I was just reading that the National Association of Realtors is working with the State of Washington in exploring ways that will put the federal $8000 First-Time Homebuyer tax credit and economic stimulus money coming to the state to use at the closing of a sale.
I’ll be following this to see if this develops into something real. It would be a tremendous benefit for the First Time Home Buyer. It is usually the lack of down payment that is the main barrier to home ownership. Especially for those who have stable incomes and good credit.
In researching this subject, I came across a couple of innovative ways to be able to use this credit as a source to come up with a down payment:
1) get a loan from a family member for the down payment. FHA loans allow the down payment to come from family members, assuming they are in the position to help. Then after the buyer closes on the purchase, amend the 2008 tax return and repay the loan to the family member.
By the way, many conventional loans allow money for the down payment to be gifted. It has to be considered a gift. But I don’t think anything says you couldn’t gift the gift giver back!!
2) buyers can increase their W-4 exemptions so less money is withheld from their paychecks. Then they can file for the tax credit with their 2009 tax return. The buyers just need to make sure they do not change their exemptions to net more than $8,000, the amount of the tax credit.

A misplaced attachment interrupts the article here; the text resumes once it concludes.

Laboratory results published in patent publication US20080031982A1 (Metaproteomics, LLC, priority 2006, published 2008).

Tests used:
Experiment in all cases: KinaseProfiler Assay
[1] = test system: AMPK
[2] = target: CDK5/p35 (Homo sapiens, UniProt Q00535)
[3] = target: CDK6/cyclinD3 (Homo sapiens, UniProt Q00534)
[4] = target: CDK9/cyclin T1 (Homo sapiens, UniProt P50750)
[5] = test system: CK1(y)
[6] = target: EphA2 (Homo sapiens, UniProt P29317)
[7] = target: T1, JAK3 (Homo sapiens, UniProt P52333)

I also read one way that seems clever, but don’t think I would recommend this without talking with a CPA first.
Here’s what was said: If you meet the qualifications for the First Time Home Buyer Tax Credit (click here for details), you would claim the credit now on your 2008 income tax return. Yes, even if you haven’t purchased a home yet, they’re saying claim the credit now. Then get the money and put it toward the down payment or closing costs. I thought this was clever. Never said it was smart … or legal. Might check with your accountant though, you never know.
The family gift and restructuring your W-4 are legitimate and positive ways to come up with a down payment and be able to take advantage of, not only the $8000 tax credit, but the low interest rates and affordable pricing to purchase your first home now.
Did you know that you may also be able to get money from your IRA or even your 401k? Here’s an article with ten more ways to come up with a down payment to buy your first home.